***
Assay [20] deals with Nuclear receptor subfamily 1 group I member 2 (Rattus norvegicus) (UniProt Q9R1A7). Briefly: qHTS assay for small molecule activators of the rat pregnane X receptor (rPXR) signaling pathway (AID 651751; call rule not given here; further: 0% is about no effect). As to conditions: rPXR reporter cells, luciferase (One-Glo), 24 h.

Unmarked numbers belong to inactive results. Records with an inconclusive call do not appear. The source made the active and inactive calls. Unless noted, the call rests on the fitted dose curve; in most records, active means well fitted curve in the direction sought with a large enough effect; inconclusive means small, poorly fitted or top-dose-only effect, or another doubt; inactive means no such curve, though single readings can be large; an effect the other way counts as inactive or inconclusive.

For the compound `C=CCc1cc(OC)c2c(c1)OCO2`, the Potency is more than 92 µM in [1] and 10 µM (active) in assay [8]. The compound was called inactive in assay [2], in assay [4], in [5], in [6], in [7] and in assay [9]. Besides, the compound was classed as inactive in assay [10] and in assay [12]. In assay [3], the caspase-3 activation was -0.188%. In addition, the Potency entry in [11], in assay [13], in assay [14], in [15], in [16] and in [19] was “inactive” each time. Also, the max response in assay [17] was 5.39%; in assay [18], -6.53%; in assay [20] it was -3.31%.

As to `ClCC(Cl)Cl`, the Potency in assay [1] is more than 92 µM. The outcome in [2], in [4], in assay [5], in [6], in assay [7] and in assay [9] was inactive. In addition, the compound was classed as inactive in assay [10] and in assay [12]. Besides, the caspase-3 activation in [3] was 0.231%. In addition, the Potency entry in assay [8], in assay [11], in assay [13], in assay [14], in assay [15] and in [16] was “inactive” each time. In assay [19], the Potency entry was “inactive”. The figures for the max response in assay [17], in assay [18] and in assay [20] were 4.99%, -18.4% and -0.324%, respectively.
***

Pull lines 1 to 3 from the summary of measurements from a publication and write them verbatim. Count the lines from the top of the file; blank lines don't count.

Assay [20] deals with Nuclear receptor subfamily 1 group I member 2 (Rattus norvegicus) (UniProt Q9R1A7). Briefly: qHTS assay for small molecule activators of the rat pregnane X receptor (rPXR) signaling pathway (AID 651751; call rule not given here; further: 0% is about no effect). As to conditions: rPXR reporter cells, luciferase (One-Glo), 24 h.

Unmarked numbers belong to inactive results. Records with an inconclusive call do not appear. The source made the active and inactive calls. Unless noted, the call rests on the fitted dose curve; in most records, active means well fitted curve in the direction sought with a large enough effect; inconclusive means small, poorly fitted or top-dose-only effect, or another doubt; inactive means no such curve, though single readings can be large; an effect the other way counts as inactive or inconclusive.

For the compound `C=CCc1cc(OC)c2c(c1)OCO2`, the Potency is more than 92 µM in [1] and 10 µM (active) in assay [8]. The compound was called inactive in assay [2], in assay [4], in [5], in [6], in [7] and in assay [9]. Besides, the compound was classed as inactive in assay [10] and in assay [12]. In assay [3], the caspase-3 activation was -0.188%. In addition, the Potency entry in [11], in assay [13], in assay [14], in [15], in [16] and in [19] was “inactive” each time. Also, the max response in assay [17] was 5.39%; in assay [18], -6.53%; in assay [20] it was -3.31%.